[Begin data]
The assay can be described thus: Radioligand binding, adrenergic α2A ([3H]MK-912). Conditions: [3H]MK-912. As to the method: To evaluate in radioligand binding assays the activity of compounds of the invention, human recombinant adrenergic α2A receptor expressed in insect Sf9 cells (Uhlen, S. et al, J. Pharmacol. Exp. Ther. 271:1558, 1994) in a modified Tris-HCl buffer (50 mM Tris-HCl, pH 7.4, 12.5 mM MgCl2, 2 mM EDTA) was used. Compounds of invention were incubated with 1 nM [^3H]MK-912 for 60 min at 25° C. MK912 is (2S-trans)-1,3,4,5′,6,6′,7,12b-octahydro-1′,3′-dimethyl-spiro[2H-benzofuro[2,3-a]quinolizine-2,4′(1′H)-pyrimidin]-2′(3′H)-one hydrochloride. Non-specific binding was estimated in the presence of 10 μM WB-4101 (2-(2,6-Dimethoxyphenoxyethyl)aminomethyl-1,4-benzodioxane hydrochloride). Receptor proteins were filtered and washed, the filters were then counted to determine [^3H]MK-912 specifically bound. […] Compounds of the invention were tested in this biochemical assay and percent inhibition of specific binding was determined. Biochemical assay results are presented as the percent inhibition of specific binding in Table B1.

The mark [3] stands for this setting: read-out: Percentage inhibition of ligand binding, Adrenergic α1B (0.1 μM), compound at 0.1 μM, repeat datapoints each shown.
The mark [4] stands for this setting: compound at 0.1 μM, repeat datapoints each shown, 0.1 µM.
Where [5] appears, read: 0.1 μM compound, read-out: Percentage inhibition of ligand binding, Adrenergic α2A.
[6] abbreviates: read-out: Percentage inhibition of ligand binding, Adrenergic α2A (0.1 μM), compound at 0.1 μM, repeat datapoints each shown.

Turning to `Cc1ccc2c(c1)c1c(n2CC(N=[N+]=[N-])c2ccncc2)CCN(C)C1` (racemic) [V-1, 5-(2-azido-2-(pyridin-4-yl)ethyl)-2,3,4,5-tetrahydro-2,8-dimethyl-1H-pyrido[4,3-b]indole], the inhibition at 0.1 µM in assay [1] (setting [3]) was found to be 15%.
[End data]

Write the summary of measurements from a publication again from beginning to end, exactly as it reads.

The assay can be described thus: Radioligand binding, adrenergic α2A ([3H]MK-912). Conditions: [3H]MK-912. As to the method: To evaluate in radioligand binding assays the activity of compounds of the invention, human recombinant adrenergic α2A receptor expressed in insect Sf9 cells (Uhlen, S. et al, J. Pharmacol. Exp. Ther. 271:1558, 1994) in a modified Tris-HCl buffer (50 mM Tris-HCl, pH 7.4, 12.5 mM MgCl2, 2 mM EDTA) was used. Compounds of invention were incubated with 1 nM [^3H]MK-912 for 60 min at 25° C. MK912 is (2S-trans)-1,3,4,5′,6,6′,7,12b-octahydro-1′,3′-dimethyl-spiro[2H-benzofuro[2,3-a]quinolizine-2,4′(1′H)-pyrimidin]-2′(3′H)-one hydrochloride. Non-specific binding was estimated in the presence of 10 μM WB-4101 (2-(2,6-Dimethoxyphenoxyethyl)aminomethyl-1,4-benzodioxane hydrochloride). Receptor proteins were filtered and washed, the filters were then counted to determine [^3H]MK-912 specifically bound. […] Compounds of the invention were tested in this biochemical assay and percent inhibition of specific binding was determined. Biochemical assay results are presented as the percent inhibition of specific binding in Table B1.

The mark [3] stands for this setting: read-out: Percentage inhibition of ligand binding, Adrenergic α1B (0.1 μM), compound at 0.1 μM, repeat datapoints each shown.
The mark [4] stands for this setting: compound at 0.1 μM, repeat datapoints each shown, 0.1 µM.
Where [5] appears, read: 0.1 μM compound, read-out: Percentage inhibition of ligand binding, Adrenergic α2A.
[6] abbreviates: read-out: Percentage inhibition of ligand binding, Adrenergic α2A (0.1 μM), compound at 0.1 μM, repeat datapoints each shown.

Turning to `Cc1ccc2c(c1)c1c(n2CC(N=[N+]=[N-])c2ccncc2)CCN(C)C1` (racemic) [V-1, 5-(2-azido-2-(pyridin-4-yl)ethyl)-2,3,4,5-tetrahydro-2,8-dimethyl-1H-pyrido[4,3-b]indole], the inhibition at 0.1 µM in assay [1] (setting [3]) was found to be 15%.